Or to France, where Antoine Watteau signed “The Sculptor Monkey” (an animal tries to sculpt a stone bust, considered a critique of artists’ attempts to imitate nature).

Another artist who joined the singerie was Nicolaes van Verendael, who had collaborated with Carstian Luyckx and the aforementioned David Teniers on a still life where the latter painted the architectural part, Luyckx the hunting pieces, and he the floral decoration.

Van Verendael used to create thematic series and had one dedicated to still lifes with flowers, also signing some monkey paintings, such as “The Monkey King’s Feast”, in which he reproduces a baroque-style banquet with these animals.

So came the 18th century, the Enlightenment era, in which the conceptual perspective changed somewhat despite the Enlightenment opening the door to organized academic science, with Linnaeus’s first taxonomy of life and the primitive attempts at an evolutionary explanation by Buffon and Félix de Azara.

The monkey remained a grotesque version of Man, and although it retained a certain moralism in paintings, it did so in a comedic tone.

Apart from the mentioned Watteau, who created “The Sculptor Monkey” in 1710, the singerie of the eighteenth century has as its main representatives the Frenchmen Jean Bérain the Elder (who was responsible for designing royal house parties with an elaborate set of decorations so personal that it earned its own name, Bérainesque, often including monkeys dressed as gentlemen and ladies); André-Charles Boullé, a cabinetmaker and decorator who included monkeys in the decoration of his marquetry; not forgetting Jean-Siméon Chardin.

However, Goya must be mentioned, who in 1799 made an engraving on this theme for his series “Los Caprichos”, number forty-one. It is titled “Neither more nor less”, and two etchings of it are preserved, one in the Prado Museum and the other in the National Library, both illustrating the same scene: a monkey, palette and brush in hand, is painting a donkey on a canvas in what is interpreted as a moralizing intention that perhaps concealed some more significant meaning for the author.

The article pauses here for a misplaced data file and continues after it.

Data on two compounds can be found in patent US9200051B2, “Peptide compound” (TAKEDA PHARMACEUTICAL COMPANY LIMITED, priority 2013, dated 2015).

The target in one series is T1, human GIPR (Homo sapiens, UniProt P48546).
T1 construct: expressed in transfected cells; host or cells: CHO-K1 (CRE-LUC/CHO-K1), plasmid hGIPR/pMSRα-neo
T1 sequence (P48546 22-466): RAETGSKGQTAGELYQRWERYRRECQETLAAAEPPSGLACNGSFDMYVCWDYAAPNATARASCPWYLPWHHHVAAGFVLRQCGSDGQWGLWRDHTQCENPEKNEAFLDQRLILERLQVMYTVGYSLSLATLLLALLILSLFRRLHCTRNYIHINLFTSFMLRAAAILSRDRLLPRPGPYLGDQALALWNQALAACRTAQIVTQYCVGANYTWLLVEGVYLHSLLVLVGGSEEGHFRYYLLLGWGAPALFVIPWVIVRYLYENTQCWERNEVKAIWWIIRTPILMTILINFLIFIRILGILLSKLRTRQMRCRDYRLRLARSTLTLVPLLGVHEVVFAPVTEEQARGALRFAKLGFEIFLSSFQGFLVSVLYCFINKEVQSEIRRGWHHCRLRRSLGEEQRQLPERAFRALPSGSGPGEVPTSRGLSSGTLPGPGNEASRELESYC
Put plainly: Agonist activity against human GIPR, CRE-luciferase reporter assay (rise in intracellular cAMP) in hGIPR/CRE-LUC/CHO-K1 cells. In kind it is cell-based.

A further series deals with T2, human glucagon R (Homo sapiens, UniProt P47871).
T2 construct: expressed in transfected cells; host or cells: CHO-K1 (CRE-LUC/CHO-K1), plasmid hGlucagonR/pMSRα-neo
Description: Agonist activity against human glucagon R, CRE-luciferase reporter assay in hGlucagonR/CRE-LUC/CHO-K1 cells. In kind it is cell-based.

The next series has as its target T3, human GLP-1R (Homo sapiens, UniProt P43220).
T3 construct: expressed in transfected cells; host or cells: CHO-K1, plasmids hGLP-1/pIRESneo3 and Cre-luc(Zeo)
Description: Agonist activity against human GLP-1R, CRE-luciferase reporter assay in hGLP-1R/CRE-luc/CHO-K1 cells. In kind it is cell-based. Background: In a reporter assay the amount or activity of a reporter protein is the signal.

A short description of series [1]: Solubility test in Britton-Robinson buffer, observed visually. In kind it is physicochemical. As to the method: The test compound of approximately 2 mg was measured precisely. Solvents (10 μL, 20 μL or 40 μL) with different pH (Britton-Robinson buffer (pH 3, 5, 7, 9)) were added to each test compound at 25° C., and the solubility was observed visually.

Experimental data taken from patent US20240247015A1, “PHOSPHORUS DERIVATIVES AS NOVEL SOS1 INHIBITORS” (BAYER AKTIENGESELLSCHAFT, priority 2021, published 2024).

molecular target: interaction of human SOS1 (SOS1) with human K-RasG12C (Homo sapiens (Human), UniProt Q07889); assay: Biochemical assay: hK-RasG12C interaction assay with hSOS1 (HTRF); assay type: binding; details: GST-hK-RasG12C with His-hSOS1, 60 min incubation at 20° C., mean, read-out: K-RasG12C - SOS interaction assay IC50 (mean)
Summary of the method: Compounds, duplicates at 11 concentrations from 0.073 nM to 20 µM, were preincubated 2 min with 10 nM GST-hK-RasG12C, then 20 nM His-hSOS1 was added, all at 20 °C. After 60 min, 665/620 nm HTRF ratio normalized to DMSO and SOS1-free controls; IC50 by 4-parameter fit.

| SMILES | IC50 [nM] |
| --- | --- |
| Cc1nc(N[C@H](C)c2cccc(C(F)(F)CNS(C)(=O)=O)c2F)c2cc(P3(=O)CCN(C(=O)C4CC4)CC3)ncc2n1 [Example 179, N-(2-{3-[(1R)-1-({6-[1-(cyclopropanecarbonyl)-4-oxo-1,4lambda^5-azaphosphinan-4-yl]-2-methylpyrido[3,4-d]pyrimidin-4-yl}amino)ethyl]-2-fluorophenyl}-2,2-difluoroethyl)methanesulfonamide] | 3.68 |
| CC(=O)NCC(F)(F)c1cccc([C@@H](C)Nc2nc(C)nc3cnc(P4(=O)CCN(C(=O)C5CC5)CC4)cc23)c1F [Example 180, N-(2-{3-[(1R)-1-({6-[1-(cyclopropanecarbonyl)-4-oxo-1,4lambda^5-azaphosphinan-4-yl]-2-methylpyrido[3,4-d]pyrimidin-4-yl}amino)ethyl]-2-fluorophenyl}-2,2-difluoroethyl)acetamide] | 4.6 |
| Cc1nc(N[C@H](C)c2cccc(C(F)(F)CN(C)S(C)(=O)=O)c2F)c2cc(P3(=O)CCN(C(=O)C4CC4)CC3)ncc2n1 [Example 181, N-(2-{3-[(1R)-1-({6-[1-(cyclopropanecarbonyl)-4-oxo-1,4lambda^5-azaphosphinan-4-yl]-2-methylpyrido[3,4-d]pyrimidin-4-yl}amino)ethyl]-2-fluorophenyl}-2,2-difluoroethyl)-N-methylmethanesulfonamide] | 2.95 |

Just as Durer was a bridge between medieval and modern art, Goya was – even though he is actually an unclassifiable painter – a bridge between neoclassical and romantic art typical of the 19th century.

And in that century, the singerie continued to appear in paintings; there are the works of Belgians Charles Verlat or Zacharie and Emmanuel Noterman, the Frenchmen Alexandre-Gabriel Decamps and Charles Monginot, the Englishmen Edwin Henry Landseer and Edmund Bristow, the Germans Paul Friedrich Meyerheim and Gabriel von Max…

And anyone who thinks that in the 20th century, once it was established that Man and monkey shared an ancestor, the theme would be exhausted is very wrong; the baton was picked up by artists like Frida Kahlo, Francis Bacon, Jeff Koons, or Igor Skaletsky, to name just a few.

Moreover, it is also wrong to believe that the singerie was limited to painting, as decorative arts were not oblivious to the trend, as seen in the cases of Bérain and Boullé. Just visit the Royal Site of Aranjuez to see it; in fact, palaces are very suitable places for it.

The Hôtel de Rohan in Paris, now the seat of the National Archives of France, has a room decorated with monkeys by Jean-Baptiste Marie Huet, also the decorator of the Grande Singerie and the Petite Singerie of the Château de Chantilly, now the Condé Museum.

In England, the Monkey Room of the Monkey Island Hotel on the Thames is noteworthy, as are the Chelsea porcelain, which copied the Affenkapelle (“Monkey Orchestra” in German) from Meissen (Saxony).


This article was first published on our Spanish Edition on November 29, 2023. Puedes leer la versión en español en Singerie, el género pictórico originado en la Edad Media que representa a monos imitando el comportamiento humano

Sources

Ptolemy Tompkins, The monkey in Art | Olimpia Gaia Martinelli, Monkeys in art (en Artmajeur Magazine) | Laura Thipphawong, Singeries: The Genre Paintings of Monkeys as Humans (en Arts Help) | Alexander Lee, A history of monkeys (en History Today) | The Singerie: Monkeys acting as Humans in Art (en The Public Domain Review) | Wikipedia


  • Share this article:

Discover more from LBV Magazine English Edition

Subscribe to get the latest posts sent to your email.

Something went wrong. Please refresh the page and/or try again.